Eileen St. Pierre, Ph.D., CFA, CFP® Personal Finance Specialist Oklahoma State University ESTATE PLANNING.
Published byModified over 4 years ago
Presentation on theme: "Eileen St. Pierre, Ph.D., CFA, CFP® Personal Finance Specialist Oklahoma State University ESTATE PLANNING."— Presentation transcript:
Eileen St. Pierre, Ph.D., CFA, CFP® Personal Finance Specialist Oklahoma State University ESTATE PLANNING
Estate Planning The role of taxes Wills Trusts – Revocable living trusts – Irrevocable trusts Other ways to leave assets outside of a will Other legal documents
The Role of Taxes Federal Estate Tax 0% in 2010 Back in 2011, varies from year to year If estate > $1 million, see your tax advisor OK has no state estate tax Gifts Family, friends, charities See your tax advisor to see if you need to pay gift tax or file a gift tax return
Wills Must have mental and legal capacity Free of undue influence, fraud, and duress Not just a document that lets you state whom you want to get your assets and property Name personal representative (executor) Name guardians for your minor children Complete Family Inventory Handout – List of usernames and passwords – Safe deposit box key Types of wills Must go through probate process to be considered legally valid
Probate Your property is legally transferred to other parties Public process that involves – Proving the will is valid – Notifying creditors and potential heirs – Resolving contests to the will Time consuming – 6 weeks to many years Ancillary Probate – Real property held outside state of residence
Probate Costs According to NAFEP, can cost between 4% and 10% of your estate (national) Some fees set by law, others you can negotiate Some states eliminate or reduce probate process for small estates “Summary Administration” in Oklahoma: Expedited probate process for estates less than $150,000 If your probate estate is greater than $150,000, you may want to consider transferring assets out of your estate to make it eligible for Summary Administration.
Trusts Legal agreement between the grantor and the trustee for the benefit of a third party, the beneficiary Flexible, varied, and complex – Customize to fit your situation Cost more than a will – $1600 to $3000, or more if trust is complex Assets you want protected must be retitled in the name of the trust May still need a “pour-over” will to include any assets or property not included in the trust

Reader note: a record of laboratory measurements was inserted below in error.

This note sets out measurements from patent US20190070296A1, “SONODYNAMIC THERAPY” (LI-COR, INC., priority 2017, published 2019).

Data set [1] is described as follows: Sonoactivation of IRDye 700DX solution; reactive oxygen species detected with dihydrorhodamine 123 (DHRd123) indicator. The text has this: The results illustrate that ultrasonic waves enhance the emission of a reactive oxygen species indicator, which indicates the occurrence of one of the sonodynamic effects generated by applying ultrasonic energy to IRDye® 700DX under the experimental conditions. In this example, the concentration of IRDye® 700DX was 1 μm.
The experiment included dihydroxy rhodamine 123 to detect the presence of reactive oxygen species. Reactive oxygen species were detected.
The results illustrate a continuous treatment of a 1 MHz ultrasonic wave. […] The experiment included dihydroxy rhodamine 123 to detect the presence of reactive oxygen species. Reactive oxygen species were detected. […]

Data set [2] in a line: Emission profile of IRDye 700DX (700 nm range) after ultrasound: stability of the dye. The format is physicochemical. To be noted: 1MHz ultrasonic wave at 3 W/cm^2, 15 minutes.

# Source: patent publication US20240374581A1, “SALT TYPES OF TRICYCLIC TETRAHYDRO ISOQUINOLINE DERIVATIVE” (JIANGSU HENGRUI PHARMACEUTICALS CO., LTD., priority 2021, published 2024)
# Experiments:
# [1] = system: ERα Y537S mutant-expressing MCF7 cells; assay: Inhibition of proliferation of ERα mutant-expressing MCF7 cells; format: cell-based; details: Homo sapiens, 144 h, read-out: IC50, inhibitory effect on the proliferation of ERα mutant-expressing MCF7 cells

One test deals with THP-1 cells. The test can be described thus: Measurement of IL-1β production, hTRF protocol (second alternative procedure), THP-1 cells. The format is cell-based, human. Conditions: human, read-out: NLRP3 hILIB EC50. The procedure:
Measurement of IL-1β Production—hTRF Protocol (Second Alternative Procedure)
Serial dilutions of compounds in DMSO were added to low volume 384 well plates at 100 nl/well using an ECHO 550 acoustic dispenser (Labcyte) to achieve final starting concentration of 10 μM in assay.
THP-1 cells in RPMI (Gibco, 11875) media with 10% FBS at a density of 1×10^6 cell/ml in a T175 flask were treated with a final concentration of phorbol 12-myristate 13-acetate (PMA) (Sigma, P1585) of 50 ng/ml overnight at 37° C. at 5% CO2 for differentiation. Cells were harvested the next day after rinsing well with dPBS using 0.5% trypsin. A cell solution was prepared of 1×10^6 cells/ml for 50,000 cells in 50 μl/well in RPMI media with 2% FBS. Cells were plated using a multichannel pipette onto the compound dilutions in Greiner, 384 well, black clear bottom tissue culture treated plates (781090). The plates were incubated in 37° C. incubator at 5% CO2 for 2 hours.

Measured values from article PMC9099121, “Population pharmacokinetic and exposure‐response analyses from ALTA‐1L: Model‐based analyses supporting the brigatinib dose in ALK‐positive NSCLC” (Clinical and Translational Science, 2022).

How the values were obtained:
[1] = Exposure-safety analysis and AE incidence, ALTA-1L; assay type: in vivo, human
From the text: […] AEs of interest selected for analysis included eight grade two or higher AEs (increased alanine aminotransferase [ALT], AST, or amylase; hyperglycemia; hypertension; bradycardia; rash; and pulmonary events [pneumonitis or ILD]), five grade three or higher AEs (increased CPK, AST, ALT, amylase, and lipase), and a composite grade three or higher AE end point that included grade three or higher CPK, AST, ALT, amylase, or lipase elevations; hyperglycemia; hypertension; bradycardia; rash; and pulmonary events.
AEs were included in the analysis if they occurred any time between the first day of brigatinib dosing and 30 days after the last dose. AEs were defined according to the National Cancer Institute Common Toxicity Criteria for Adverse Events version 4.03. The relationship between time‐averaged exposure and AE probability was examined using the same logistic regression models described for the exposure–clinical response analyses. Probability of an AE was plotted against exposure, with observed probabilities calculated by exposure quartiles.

Why a Trust? High net worth Sizable amount of your assets is in real estate or a business Leave estate to heirs in a way that is not directly and immediately payable to them upon your death Support surviving spouse, but also want to make sure remainder of your estate goes to your chosen heirs after spouse dies. Maximize estate-tax exemptions Provide for a disabled relative
Trust Advantages Can put conditions on how and when your assets are distributed after your death Reduce estate and gift taxes Efficient distribution of assets – Avoid the cost, delay and publicity of probate court Better protect assets from creditors and lawsuits Harder to challenge than wills
Revocable vs. Irrevocable Trusts Revocable Living Trust “Will Substitute” Right to change or cancel at any time before death Retain control of assets in trust You are the grantor, trustee (usually), and beneficiary Since you have “beneficial interest” harder to shield assets from creditors and lawsuits Income appears on your tax returns Not a tax avoidance technique – assets included in your taxable estate At your death, trust has instructions on how to manage and distribute assets in trust Irrevocable Trust Trust cannot be changed until the terms completed Legal entity – Independent trustee (pay management fee about 0.75% to 1.25% of assets managed) All property in trust is transferred out of your taxable estate – Reduces estate tax liability – Use to avoid Medicaid spend-down provisions (5-year “look back”) Better protection from creditors and lawsuits Trust files its own tax returns – Income does not appear on your tax return Lose control over assets in trust
Regardless of the type of trust, make sure your assets have been properly transferred to the trust and retitled!
Life Insurance Tax-free to beneficiaries Uses – Final expenses – Large debts (mortgage) – College funds – Fund a trust OCES Fact Sheet T-4156 Life Insurance
Other Ways to Leave Assets Outside of a Will Property held in joint tenancy with right of survivorship House, Bank and Investment accounts Before surviving spouse dies, need to retitle assets and/or place in a trust to avoid probate Oklahoma allows TOD deeds for real property.
Other Ways to Leave Assets Outside of a Will Name beneficiaries to certain types of accounts Life insurance Annuities Retirement Plans Brokerage accounts (TOD) Bank accounts (POD) Keep beneficiaries up-to-date!!
Other Legal Documents Advanced Health Care Directive: 1.Living Will 2.Health Care Proxy 3.Organ Donation 4.General Provisions For this document to be valid, must have it completed before disability, incompetence or incapacity.
Wrapping Up Don’t forget the evaluation form! List of Resources eXtension.org (2008). Prepare Your Estate Plan lesson at http://www.extension.org/pages/Prepare_Your_Estate_Plan http://www.extension.org/pages/Prepare_Your_Estate_Plan St. Pierre, E. (2012). Wills and Trusts. Stillwater, Oklahoma: Oklahoma Cooperative Extension Fact Sheet T-4155. Available at http://pods.dasnr.okstate.edu/docushare/dsweb/Get/Document-7078/T-4155web.pdf http://pods.dasnr.okstate.edu/docushare/dsweb/Get/Document-7078/T-4155web.pdf St. Pierre, E. (2011). Life Insurance. Stillwater, Oklahoma: Oklahoma Cooperative Extension Fact Sheet T-4156. Available at http://pods.dasnr.okstate.edu/docushare/dsweb/Get/Document-7781/T-4156web.pdf http://pods.dasnr.okstate.edu/docushare/dsweb/Get/Document-7781/T-4156web.pdf